There is a better way. There is no scientific barrier that restricts 100% use of renewable energy. There is nothing preventing greatly expanding the use of renewable energy. This is not theory, it has been accomplished in other countries. As renewable energy provides a bigger portion of the energy pie, costs go down. With fossil fuels, costs go up. We know this because it has been demonstrated repeatedly in countries which are wisely encouraging renewable energy and thus becoming more competitive than the United States. It is estimated that the world will spend an extra $8 trillion over the next 25 years in a wide variety of fossil fuel subsidies to prolong the use of non-renewable resources, a cost that would be eliminated by transitioning instead to 100% renewable energy. (see “Costs” in this article and a previous article in boomer warrier) Simply leveling the playing field would make renewable energy competitive right now.

      See references 132, 137, 141, 200, 230, 284, 295, 299, 300, 332, 337, 353, 461, 468, 496, 506, 514, 534, 546, 547, 551, 552, 557, 579, 580, 591, 599, 631 – 633, 642 – 648, 728, 743, 744, 797 – 799, 827, 828, 864 – 874, 925, 983, 1006, 1037, 1094, 1110, 1111 – 1119, 1197, 1201, 1223-1237, 1454-1471, 1534, 1651-1663, 1703-1706, 1738, 1835-1849, 1958-1959, 2019-2036, 2090, 2122, 2176, 2180, 2194-2204, 2206, 2253-2283, 2306, 2421, 2429, 2431, 2433, 2514-2523, 2595-2625 of this article:

  6. There is some really good discussion here. And, it shows that we all want to find the answers to making the right energy decisions for a sustainable future.

    Sheila, I wasn’t really suggesting that we ‘STOP LIVING,’ but I do think that we have to send a strong message to Government that we intend to switch to cleaner energy, preferably with their help, but that we will do it without them if necessary. We must not let time tick away!

    Sustainable, cheap energy is a reality Sheila, not some futuristic scenario. However, to find it, make it, buy it, use it, we have to follow the money trail. And the money trail has to be actively involved.

    Wind Power costs have dropped by 50% in the last five years. Solar power costs have dropped by 80% in the same time period. China, UAE, Italy, and areas of many countries (Australia,Africa, US and Europe) are making huge changes, but it is not in main stream media….and the cost of alternatives are now cheaper than oil, gas and coal….it just needs the monied investors to want the huge profits that are coming and we will have a world that will switch to renewables as the next magic bullet for our modern living. The motivation might be distasteful (the rich getting richer yet again), but if it cleans up our beautiful planet, then we must all demand that we want the whizzy low energy ‘iPad’ of new energy technology instead of the 80-ton ‘ENIAC’ computer version of fossil fuel.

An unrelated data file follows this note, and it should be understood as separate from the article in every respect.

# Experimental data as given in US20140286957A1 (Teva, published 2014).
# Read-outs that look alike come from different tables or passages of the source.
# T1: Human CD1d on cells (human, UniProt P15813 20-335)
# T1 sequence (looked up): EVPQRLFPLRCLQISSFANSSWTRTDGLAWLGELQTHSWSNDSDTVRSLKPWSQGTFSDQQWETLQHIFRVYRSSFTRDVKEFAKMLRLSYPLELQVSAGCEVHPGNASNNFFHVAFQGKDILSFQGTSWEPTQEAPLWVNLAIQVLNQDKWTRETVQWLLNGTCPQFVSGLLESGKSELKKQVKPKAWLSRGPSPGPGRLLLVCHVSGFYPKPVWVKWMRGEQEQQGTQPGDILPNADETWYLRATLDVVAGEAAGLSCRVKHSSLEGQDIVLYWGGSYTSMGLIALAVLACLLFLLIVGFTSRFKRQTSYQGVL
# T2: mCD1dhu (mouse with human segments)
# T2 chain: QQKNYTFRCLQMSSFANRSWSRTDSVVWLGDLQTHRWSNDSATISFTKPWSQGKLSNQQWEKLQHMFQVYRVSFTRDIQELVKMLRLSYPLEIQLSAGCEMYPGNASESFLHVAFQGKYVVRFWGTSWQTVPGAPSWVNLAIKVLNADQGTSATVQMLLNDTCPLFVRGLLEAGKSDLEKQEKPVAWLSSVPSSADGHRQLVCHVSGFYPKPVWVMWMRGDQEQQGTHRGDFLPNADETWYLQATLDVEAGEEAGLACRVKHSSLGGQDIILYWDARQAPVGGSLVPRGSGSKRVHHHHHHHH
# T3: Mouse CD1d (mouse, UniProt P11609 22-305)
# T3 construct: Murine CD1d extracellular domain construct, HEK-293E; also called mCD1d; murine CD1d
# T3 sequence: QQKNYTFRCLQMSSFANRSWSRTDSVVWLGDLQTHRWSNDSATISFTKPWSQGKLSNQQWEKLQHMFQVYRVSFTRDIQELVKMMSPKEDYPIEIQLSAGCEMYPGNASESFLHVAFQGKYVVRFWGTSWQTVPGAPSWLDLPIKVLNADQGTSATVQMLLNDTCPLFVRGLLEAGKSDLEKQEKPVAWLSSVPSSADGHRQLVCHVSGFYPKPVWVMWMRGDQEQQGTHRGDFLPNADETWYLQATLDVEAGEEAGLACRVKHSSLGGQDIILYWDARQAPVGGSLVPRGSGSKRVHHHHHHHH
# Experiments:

Watch – ‘The breakthrough in renewable energy’

  7. While Leonardo DiCaprio’s video ‘Before the Flood’
    is not scientific, it is a fairly good overview of the problems that we should all be aware of…and the fact that it is up to all of us to do our bit wherever we can to combat climate change. It is already upon us and we will all be affected. We have no choice now.

  8. I agree Colette – great discussion going on here. I’ve also watched Before The Flood with my grandson who is taking an interest in “his” planet.

    Sheila – just wondering what you propose as an alternative to renewables to save the planet from a dirty energy platform which is ruining everything we need to survive. If not fossil fuels and if not renewables, then what?

    Ed – thanks for the article with all the references

    • Boomer, I’m not opposed to making more of those alternative energy devices, I just can’t see how they can possibly support the grid & as I have said many times before, they produce none of the essential raw materials now so essential to our lives.
      What to do?
      Huge question for which there are really no solutions but we must try mustn’t we, sure, build more solar cells & wind turbines, at least they might reduce some greenhouse emissions, we can drive less, burn less, buy less, do all the things you and others are suggesting but in the end, I feel we will be just jumping from one melting ice block to another.
      I hope someone can prove us “doomers” wrong, I want to believe we can violate the laws of physics & nature, I don’t think we can & I’m sure we will at least collapse because of overpopulation, perhaps there will be survivors but it will be a very different world they will be struggling to survive in.

      Keep fighting Boomer, you give people hope against the odds.

      I’ve never known people to give up even when there was no hope, I’ve read their struggles against overwhelming odds, they fought on against all odds & most lost, but they didn’t give up & neither should we, a few did make it after all didn’t they!